Monday Mixtape # 12: Breathing New Meaning into Old Songs

This week’s Monday Mixtape is brought to you by Tori Egherman of Arseh Sevom , a great organization that brings out important and well researched stories and reports about the state of Iranian civil society. I very much recommend that you visit their site and like their facebook . When I asked Tori to send us her favorite songs she in face sent us a list she dubbed: Breathing New Meaning into Old Songs: Covers I Love

A good friend of mine was visiting me in Amsterdam some years ago and everywhere we went we heard one lifeless version of a great tune after another.  Finally fed up, she turned to me and said, “How do they do that? How do they take a great song and suck all the soul out of it?”

This post features covers by artists who have so re-imagined the originals that they are transformed and surprising with the soul firmly in place. I’ll begin with the cover I’ve got on endless repeat right now: Hit ‘Em Up Style from the Carolina Chocolate Drops. Their version is picked clean, sharper than the original, and infused with righteous anger:

In case you forgot the original made popular by Blu Cantrell, it’s here:

When Leonard Cohen sings I’m Your Man, I think, “He’s my man. Yeah mine… someone I can depend on through thick and thin.” When Nick Cave
sings it though — well, that’s something else. It’s erotic and explicit, sweaty and visceral. It makes my heart palpitate and my mouth water. I love you, Leonard Cohen, but it’s Nick Cave I want.

Leonard Cohen’s original is here:

Like many people who were young in the 80s, I am a huge Clash fan. I saw them live in the Aragon ballroom in Chicago sometime or another
before they stopped touring. There were no seats, and we danced with a kind of rage and energy that was powerful and fresh. When I listen to
them now, their songs sound surprisingly mild and melodic. Nouvelle Vague has done some breathtaking covers of the Clash (Guns of Brixton
comes to mind: and Lily Allen’s version of Straight to Hell deserves a good listen, but in the spirit of the times, I want to highlight  Rachid Taha’s version
of Rock the Casbah. It just seems like great timing for a rebirth of this song, and Rachid Taha really brings it home.

(Listen to the original here:

My final recommendation for today is Ramblin’ Man from the Residents. It wasn’t until I listened to the Residents perform the Hank Williams classic that I understood just how dark the original really was. It can be found here: Listen to both… isn’t it clear the ramblin man just killed his girlfriend and buried her in the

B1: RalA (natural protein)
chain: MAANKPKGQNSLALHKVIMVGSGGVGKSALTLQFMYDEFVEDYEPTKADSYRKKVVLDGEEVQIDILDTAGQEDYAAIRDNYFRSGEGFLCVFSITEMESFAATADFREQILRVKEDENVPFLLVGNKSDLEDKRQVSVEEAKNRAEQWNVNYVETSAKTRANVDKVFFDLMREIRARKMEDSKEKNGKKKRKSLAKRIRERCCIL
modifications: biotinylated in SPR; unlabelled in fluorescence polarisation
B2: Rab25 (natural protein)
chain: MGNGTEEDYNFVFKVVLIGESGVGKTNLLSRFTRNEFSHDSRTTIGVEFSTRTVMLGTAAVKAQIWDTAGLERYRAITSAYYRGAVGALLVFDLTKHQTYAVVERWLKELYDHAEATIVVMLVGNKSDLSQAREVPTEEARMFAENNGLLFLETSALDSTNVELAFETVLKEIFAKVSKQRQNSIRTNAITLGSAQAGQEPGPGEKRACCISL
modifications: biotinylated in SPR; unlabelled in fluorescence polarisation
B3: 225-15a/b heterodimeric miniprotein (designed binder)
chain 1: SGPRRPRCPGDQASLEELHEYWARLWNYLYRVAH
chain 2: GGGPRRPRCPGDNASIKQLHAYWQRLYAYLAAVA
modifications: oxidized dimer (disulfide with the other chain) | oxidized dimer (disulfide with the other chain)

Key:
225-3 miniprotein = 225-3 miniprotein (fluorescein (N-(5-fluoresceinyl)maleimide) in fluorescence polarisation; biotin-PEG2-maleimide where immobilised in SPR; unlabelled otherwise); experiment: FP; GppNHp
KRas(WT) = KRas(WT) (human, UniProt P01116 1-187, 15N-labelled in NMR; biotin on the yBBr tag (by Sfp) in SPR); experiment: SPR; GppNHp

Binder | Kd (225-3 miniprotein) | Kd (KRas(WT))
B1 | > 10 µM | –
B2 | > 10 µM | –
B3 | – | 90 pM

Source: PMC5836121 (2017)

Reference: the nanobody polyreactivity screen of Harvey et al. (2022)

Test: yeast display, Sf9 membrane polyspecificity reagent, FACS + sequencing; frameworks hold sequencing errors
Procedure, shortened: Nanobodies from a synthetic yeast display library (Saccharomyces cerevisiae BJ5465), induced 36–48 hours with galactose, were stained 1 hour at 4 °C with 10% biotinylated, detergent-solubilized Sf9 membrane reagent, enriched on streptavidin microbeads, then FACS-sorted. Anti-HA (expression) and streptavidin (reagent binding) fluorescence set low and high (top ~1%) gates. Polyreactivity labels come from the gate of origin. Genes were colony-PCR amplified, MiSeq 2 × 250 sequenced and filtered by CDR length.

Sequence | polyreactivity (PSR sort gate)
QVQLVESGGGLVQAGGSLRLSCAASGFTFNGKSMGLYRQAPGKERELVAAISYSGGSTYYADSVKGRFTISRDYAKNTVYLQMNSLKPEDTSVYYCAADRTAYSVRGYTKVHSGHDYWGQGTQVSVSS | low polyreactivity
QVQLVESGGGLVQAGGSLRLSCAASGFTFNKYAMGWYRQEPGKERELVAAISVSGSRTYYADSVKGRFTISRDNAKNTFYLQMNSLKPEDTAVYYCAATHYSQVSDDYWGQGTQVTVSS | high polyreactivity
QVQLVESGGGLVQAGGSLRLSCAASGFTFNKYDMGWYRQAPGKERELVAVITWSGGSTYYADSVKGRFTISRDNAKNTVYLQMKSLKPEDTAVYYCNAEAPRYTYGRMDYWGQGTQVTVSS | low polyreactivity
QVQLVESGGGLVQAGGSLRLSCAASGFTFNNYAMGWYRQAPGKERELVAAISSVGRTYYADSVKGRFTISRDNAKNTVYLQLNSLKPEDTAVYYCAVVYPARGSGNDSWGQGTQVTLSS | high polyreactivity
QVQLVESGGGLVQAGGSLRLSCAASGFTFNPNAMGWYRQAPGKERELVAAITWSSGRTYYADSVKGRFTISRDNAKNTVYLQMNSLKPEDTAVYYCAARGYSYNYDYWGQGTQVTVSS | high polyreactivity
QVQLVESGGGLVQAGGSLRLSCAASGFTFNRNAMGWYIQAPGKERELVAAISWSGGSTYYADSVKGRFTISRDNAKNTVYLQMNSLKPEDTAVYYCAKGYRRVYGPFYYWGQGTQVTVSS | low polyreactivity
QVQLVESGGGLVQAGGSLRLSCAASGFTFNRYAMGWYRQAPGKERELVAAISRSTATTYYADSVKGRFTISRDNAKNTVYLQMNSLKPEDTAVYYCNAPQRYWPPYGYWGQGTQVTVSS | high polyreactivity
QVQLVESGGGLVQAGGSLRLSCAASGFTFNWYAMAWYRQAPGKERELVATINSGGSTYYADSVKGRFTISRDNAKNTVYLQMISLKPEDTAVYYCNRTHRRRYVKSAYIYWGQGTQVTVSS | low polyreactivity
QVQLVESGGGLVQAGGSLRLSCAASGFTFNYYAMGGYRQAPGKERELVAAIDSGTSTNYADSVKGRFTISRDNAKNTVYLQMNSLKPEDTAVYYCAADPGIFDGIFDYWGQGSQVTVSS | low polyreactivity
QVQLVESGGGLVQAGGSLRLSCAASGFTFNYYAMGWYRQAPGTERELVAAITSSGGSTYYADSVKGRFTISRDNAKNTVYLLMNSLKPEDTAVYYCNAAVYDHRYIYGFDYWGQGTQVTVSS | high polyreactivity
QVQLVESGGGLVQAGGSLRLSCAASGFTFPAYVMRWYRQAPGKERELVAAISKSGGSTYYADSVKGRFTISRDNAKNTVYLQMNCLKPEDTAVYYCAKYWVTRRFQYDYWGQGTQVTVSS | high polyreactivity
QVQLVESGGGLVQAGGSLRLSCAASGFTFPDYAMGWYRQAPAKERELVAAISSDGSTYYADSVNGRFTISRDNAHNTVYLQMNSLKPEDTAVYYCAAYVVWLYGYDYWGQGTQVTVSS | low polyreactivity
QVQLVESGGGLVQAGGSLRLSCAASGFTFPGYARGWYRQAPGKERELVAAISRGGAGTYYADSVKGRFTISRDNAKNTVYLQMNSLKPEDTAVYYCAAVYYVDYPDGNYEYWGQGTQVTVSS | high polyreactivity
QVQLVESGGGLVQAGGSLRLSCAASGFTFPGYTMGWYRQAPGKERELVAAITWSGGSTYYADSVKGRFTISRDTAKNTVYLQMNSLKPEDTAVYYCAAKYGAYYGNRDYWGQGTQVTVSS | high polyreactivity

woods? Or am I crazy?

I hope to be invited back to the Mezrab Blog because I’ve got a lot of covers to cover. I hope you, dear readers, will introduce me to even more. Leave your suggestions in the comments section, and make sure they’re dark and gritty.

3 thoughts on “Monday Mixtape # 12: Breathing New Meaning into Old Songs

  1. Here are some favorite covers of mine that sound very different from the original:

    Sugarland, Little Big Town & Jake Owen, “Life in a Northern Town”
    Jonathan Coulton, “Baby Got Back”
    Bruce Springsteen, “Born to Run” (live acoustic off of his Chimes of Freedom EP — a complete reworking of the song that really alters the original meaning/spirit of the song)
    Metallica, “Turn the Page”
    Dar Williams, “Comfortably Numb”
    Colin Hay, “Down Under” (last track off of Man @ Work album, which is a complete reworking of many hits from his Men at Work days)
    Fountains of Wayne, “… Baby One More Time”
    Ben Folds, “In Between Days”
    Barenaked Ladies, “Fight the Power”

    1. On second thought, scratch the BNL song at the end. While I enjoy it, I’m also an incredibly biased fan of BNL and therefore that particular recommendation is not as strong as the others.

    2. Of these, Turn the Page is the only one I’ve heard (so far..) I often listen to Bob Seeger’s and Metallica’s versions in in a row (and over and over again). Look for comments tomorrow after I’ve listened to all the suggestions.

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